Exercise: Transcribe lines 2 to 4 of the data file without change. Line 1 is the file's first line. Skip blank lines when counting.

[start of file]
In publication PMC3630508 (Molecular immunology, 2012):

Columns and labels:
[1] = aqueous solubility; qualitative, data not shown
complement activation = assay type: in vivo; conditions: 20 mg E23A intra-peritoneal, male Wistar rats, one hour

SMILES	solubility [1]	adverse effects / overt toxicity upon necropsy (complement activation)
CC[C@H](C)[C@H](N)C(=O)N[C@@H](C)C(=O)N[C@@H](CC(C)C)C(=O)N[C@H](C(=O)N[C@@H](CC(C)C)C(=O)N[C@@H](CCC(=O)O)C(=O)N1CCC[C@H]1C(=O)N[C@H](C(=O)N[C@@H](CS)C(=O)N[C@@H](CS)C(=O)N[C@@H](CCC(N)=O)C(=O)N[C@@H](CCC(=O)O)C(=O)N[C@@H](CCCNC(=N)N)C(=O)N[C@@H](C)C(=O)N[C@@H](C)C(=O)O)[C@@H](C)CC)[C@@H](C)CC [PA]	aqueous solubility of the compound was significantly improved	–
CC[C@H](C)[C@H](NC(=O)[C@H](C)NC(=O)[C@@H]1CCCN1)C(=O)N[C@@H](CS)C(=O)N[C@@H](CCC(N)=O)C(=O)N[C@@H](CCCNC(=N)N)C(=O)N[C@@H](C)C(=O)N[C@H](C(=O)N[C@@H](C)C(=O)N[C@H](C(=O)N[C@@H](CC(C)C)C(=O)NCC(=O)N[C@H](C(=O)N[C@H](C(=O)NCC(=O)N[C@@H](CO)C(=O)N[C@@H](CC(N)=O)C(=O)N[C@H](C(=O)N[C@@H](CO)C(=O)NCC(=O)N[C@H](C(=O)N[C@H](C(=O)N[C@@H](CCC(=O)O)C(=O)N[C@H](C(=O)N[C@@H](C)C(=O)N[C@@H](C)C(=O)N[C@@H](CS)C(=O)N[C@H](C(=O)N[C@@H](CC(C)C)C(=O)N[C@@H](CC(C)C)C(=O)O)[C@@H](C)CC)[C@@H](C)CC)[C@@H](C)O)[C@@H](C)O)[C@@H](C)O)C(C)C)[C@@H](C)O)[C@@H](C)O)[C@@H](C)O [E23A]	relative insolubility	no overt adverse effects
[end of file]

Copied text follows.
Columns and labels:
[1] = aqueous solubility; qualitative, data not shown
complement activation = assay type: in vivo; conditions: 20 mg E23A intra-peritoneal, male Wistar rats, one hour